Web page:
Frank Rich to Tom Coburn: Stop Scaring Peace-Loving People with Phantoms of Lost Liberty


Frank Rich, writing this weekend about the purportedly grave threat of right-wing violence, turns his attention to the mid-'90s debate about the Antiterrorism and Effective Death Penalty Act:

[L]ast Sunday, when asked by David Gregory on "Meet the Press" if he was troubled by current threats of "violence against the government," [Sen. Tom] Coburn blamed not the nuts but the government.

"Well, I'm troubled any time when we stop having confidence in our government," the senator said, "but we've earned it."

Coburn is nothing if not consistent. In the aftermath of the Oklahoma City bombing, he was part of a House contingent that helped delay and soften an antiterrorism bill. This cohort even tried to strip out a provision blocking domestic fund-raising by foreign terrorist organizations like Hamas. Why? The far right, in league with the National Rifle Association, was angry at the federal government for aggressively policing America's self-appointed militias.

Needless to say, a provision about foreign organizations would have no effect on any American militias. The reason the ACLU and other "far right" groups raised a stink about that measure was because they were afraid it would criminalize too much. For an example of their concerns, read David Kopel and Joseph Olson's old warning that

One important distinction between the Clinton and Dole bills was that the Dole bill created an explicit exception to the "material support" statute: "'Material support'…does not include humanitarian assistance to persons not directly involved in such violations." Thus, under the Dole approach, sending a Christmas food package to an I.R.A. or A.N.C. prisoner would constitute material support, but giving money to a fund that assisted the orphaned children of I.R.A. or A.N.C. members would not. The final legislation did not include the proposed Dole exception.

Thus, under the new terrorism bill, a donor to the I.R.A. orphanage would be a federal felon, subject to ten years in prison, as would be a person who spent five dollars to attend a 1980s speech of a visiting lecturer from the African National Congress. If the "material support" language had been law in the early 1980s, persons who gave money to church relief groups in El Salvador and Nicaragua, which opposed American policy in Central America, could have been labeled "terrorist." When pressed about this problem at Congressional hearings, a Clinton administration spokesperson acknowledged that minor support for the A.N.C.'s peaceful activities could have been felonized, but that the American people should simply trust the President not to abuse the immense power which President Clinton was requesting.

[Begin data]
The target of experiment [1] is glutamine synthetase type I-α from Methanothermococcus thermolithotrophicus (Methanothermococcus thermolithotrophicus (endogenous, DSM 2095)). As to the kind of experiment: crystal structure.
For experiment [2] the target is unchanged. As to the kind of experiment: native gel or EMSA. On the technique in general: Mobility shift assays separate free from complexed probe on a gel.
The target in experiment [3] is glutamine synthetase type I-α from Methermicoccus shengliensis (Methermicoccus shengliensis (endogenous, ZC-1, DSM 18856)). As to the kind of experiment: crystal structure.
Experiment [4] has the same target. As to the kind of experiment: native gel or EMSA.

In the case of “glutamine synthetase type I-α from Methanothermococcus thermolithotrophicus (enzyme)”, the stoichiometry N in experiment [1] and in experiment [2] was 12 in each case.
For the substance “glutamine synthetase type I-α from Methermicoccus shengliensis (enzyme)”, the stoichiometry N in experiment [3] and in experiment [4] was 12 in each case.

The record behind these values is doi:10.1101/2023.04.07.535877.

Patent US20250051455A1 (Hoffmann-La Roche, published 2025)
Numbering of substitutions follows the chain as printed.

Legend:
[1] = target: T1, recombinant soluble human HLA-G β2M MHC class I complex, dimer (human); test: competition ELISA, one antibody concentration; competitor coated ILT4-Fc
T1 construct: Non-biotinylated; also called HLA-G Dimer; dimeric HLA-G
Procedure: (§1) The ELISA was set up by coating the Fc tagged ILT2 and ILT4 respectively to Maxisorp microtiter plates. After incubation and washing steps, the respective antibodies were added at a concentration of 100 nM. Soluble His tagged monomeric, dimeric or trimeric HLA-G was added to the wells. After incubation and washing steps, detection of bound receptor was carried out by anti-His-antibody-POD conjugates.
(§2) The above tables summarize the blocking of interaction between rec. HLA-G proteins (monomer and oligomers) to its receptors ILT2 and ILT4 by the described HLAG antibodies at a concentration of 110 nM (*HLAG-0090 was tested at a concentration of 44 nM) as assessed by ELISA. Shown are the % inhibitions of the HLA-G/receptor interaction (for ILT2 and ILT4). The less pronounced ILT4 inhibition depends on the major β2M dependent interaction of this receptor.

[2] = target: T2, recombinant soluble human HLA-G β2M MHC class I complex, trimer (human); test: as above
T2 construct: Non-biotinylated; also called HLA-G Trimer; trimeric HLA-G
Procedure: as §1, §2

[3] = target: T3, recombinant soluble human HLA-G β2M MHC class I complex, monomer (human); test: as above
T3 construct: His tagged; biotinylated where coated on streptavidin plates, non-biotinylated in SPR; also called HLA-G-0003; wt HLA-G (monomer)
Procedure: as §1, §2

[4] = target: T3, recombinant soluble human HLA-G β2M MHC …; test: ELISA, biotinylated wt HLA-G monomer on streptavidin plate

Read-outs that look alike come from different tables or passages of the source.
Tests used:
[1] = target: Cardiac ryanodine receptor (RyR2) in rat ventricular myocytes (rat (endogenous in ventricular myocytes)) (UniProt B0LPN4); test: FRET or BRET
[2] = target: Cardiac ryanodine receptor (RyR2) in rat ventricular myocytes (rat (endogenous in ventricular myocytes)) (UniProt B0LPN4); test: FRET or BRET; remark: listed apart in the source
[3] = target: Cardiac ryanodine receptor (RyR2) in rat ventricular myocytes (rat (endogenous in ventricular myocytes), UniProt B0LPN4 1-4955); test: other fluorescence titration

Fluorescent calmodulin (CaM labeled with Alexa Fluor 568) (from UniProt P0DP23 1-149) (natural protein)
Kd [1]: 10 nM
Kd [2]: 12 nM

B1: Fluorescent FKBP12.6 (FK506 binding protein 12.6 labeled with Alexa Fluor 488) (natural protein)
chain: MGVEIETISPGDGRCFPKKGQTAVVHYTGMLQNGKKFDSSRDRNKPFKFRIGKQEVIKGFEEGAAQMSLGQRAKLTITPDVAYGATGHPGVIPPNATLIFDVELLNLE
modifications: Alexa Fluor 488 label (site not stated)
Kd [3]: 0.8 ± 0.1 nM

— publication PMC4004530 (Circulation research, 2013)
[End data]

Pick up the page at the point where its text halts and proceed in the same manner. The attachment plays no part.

Thanks to all that "far right" opposition, many of the worst elements of the 1996 law were removed. (Or, if you prefer Frank Rich's terminology, the bill was "softened.") The excised ideas returned in 2001 with the USA PATRIOT Act, at a time when Bush officials were harshly denouncing civil libertarians. Here's how one columnist described the administration's attitudes at the time:

It's no longer just politically incorrect to criticize George W. Bush or anyone in his administration these days—now it's treason.

John Ashcroft, testifying before the Senate on Thursday, declared that those who challenge his wisdom "only aid terrorists" and will "give ammunition to America's enemies." Tough words. They make you wonder what the guy who's charged with helping us whip Al Qaeda is afraid of. The only prominent traitors in sight are the usual civil-liberties watchdogs and a milquetoast senator or two barely known beyond the Beltway and their own constituencies. Polls find the public squarely on the attorney general's side, and even the few pundits who knock him are ridiculed by their journalistic colleagues as hysterics so busy fussing about civil liberties that they forget "there's a war going on."

As you've probably guessed, the columnist in question was Frank Rich. He didn't seem to approve of such rhetoric back then, but maybe I was misreading him—his latest effort sounds like an Ashcroft homage. Denouncing "Coburn's implicit rationalization for far-right fanatics," Rich writes:

In a 1996 floor speech, Coburn conceded that "terrorism obviously poses a serious threat," but then went on to explain that the nation had worse threats to worry about: "There is a far greater fear that is present in this country, and that is fear of our own government." As his remarks on "Meet the Press" last week demonstrated, the subsequent intervention of 9/11 has not changed his worldview.

Did you ever expect to see Frank Rich accusing his enemies of having a 9/10 mentality? I hear Sean Hannity might run for president in 2012. Maybe he should apply for a job at The New York Times instead.